Ever since the world's financial markets collapsed in the early 1930s, dividend-linked participating debentures and principal-linked participating debentures (Sw. vinstandelslån och kapitalandelslån) have been prohibited for Swedish companies. However, the new Swedish Companies Act that came into effect on January 1 2006 made it possible again for Swedish limited liability companies to issue debentures. The Act has already been reviewed in certain respects and, as a part that review, the conditions for issuing debentures somewhat modified.
Before July 1 2007, Chapter 11, Section 11 of the Act required the adoption of a shareholders' resolution in order to enable a Swedish company to validly issue debentures. For this requirement, the Act defined debentures as debt where the interest or repayment of the debt was, in whole or in part, dependent on dividends to the shareholders, fluctuations in the price of the company's shares or the company's financial results and position. The definition was very broad and inadvertently caught many debt issues not intended to be subject to the requirement of a shareholders' resolution (the rationale being to put a debenture issue on an equal footing with the payment of dividends, which of course also requires approval from a shareholders' meeting).
In particular, the Act's resolution requirements for debentures caused difficulties in leveraged finance, where it is very common for the various debt layers to feature elements that got caught in the Act's definition (such as floating interest rates linked to the development of the earnings of the target and Pik (Payment-in-kind) notes). Consequently, the Act has been revised with effect from July 1 2007 and now provides that the general meeting of shareholders only has to approve debt issues where the repayment or the interest increase if the company's earnings or its payment of dividends also increase. In all other cases the board can issue debentures at will. This greatly eases the issuing of many types of debentures and decreases transaction costs in many leveraged debt issues.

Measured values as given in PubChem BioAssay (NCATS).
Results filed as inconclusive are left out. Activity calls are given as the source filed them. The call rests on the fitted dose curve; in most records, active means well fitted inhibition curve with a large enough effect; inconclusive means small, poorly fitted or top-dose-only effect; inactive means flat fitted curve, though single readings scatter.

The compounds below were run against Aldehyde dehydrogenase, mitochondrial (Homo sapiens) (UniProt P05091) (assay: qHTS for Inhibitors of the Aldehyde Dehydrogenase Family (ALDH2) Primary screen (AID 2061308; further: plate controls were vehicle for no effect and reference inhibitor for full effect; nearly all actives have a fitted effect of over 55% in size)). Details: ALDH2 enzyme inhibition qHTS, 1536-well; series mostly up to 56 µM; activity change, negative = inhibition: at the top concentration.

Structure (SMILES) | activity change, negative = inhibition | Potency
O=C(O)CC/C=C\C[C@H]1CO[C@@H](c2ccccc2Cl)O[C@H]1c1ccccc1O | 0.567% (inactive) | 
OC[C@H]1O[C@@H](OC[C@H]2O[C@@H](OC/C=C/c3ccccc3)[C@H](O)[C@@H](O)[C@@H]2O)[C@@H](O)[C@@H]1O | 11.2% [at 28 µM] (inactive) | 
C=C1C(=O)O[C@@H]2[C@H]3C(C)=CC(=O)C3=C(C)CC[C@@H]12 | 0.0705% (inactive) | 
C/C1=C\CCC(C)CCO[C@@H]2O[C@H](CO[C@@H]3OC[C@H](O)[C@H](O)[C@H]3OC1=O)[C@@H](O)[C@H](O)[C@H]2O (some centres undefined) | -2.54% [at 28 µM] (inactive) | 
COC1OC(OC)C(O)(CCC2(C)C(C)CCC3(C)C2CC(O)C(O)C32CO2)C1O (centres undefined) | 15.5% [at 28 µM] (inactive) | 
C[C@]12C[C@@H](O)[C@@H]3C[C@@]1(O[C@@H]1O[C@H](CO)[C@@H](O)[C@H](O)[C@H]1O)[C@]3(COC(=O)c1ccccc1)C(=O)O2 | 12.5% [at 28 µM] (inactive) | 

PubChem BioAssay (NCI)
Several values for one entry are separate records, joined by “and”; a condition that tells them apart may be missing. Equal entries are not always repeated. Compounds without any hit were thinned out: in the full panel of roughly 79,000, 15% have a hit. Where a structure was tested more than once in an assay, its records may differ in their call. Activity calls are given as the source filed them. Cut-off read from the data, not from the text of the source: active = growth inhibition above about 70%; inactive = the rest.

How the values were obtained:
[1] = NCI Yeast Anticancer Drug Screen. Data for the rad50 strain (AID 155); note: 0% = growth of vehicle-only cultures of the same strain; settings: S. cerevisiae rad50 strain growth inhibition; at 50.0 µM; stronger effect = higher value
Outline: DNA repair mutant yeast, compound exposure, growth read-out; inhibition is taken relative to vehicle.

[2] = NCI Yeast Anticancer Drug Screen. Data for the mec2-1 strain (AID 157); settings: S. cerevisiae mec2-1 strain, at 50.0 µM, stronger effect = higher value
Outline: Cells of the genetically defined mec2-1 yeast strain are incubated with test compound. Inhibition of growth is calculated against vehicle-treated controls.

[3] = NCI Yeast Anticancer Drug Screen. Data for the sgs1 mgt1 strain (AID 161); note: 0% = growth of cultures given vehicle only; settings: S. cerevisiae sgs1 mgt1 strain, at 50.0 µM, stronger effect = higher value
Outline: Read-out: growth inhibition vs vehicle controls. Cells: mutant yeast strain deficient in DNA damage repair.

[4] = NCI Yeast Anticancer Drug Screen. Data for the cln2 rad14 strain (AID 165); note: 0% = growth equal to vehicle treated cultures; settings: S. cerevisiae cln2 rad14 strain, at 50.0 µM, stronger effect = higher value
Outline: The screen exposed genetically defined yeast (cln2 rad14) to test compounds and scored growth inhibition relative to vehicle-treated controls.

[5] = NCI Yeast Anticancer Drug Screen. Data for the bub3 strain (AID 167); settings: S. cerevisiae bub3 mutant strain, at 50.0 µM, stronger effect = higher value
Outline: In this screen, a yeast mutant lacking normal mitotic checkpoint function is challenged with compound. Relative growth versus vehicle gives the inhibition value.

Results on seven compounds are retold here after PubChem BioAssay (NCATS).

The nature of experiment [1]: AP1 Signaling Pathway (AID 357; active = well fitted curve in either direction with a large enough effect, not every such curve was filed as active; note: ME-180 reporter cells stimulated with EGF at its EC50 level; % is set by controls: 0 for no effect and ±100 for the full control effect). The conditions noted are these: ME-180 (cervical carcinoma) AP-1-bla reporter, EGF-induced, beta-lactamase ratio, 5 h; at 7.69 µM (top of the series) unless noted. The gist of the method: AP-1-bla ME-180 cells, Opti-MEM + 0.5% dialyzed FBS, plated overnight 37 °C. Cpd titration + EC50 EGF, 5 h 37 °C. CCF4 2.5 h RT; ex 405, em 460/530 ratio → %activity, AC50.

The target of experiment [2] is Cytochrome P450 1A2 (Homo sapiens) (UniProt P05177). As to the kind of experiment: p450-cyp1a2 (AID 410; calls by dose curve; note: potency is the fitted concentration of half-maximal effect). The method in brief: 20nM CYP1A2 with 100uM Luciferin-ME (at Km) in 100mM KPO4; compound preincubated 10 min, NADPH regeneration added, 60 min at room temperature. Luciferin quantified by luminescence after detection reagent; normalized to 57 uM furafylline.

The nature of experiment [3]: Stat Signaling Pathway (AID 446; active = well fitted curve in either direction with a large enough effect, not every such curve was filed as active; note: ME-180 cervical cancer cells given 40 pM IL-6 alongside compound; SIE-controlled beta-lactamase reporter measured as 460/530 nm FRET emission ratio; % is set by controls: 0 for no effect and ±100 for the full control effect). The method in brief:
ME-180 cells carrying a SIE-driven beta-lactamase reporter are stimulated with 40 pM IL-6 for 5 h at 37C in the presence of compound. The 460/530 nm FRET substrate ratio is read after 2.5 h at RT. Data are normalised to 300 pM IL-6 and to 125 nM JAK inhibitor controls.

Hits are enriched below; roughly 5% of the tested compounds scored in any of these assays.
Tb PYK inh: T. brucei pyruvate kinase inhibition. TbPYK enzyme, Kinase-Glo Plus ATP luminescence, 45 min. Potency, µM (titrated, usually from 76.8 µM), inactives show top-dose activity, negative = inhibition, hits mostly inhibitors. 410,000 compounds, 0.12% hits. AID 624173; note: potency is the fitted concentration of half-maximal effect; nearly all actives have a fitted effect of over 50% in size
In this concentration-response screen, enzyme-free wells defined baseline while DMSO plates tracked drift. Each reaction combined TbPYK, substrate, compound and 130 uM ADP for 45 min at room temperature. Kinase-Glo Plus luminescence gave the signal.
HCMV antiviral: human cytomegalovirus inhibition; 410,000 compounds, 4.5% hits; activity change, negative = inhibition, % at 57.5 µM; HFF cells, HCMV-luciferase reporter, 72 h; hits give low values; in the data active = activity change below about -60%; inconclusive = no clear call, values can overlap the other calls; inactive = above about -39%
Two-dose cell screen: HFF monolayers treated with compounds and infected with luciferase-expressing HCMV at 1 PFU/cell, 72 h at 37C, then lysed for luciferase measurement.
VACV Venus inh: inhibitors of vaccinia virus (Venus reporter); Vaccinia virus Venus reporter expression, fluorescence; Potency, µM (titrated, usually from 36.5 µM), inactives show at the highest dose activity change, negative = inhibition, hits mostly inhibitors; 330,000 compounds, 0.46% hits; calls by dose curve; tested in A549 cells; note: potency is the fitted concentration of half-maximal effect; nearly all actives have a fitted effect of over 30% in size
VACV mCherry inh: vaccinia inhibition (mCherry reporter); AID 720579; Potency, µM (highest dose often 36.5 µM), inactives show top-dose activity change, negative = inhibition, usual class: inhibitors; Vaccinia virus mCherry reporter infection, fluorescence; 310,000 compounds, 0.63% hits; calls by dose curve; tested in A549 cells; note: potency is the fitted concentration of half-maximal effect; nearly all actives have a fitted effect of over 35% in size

The revised Chapter 11, Section 11 of the Act, then, provides more flexibility for Swedish companies in procuring financing. As a general matter, a new financial instrument has been brought to the market and a number of new legal aspects will have to be considered. Debentures, like any other financial instrument, will become subject to trading in the future and thereby bring exciting opportunities for the legal community to embrace, following Sweden's debenture debut.